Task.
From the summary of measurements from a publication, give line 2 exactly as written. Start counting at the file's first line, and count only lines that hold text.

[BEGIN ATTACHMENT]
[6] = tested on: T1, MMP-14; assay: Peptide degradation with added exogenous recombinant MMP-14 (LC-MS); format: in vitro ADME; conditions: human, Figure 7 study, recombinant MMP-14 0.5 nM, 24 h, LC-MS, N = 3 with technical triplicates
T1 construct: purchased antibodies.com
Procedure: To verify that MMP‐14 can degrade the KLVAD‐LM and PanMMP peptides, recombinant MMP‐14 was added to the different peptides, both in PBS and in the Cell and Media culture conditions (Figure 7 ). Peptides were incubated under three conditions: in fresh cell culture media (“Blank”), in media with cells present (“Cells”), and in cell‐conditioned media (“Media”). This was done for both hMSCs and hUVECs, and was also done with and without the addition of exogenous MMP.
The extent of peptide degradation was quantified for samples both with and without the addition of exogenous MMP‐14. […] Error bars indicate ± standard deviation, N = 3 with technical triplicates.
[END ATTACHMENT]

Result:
T1 construct: purchased antibodies.com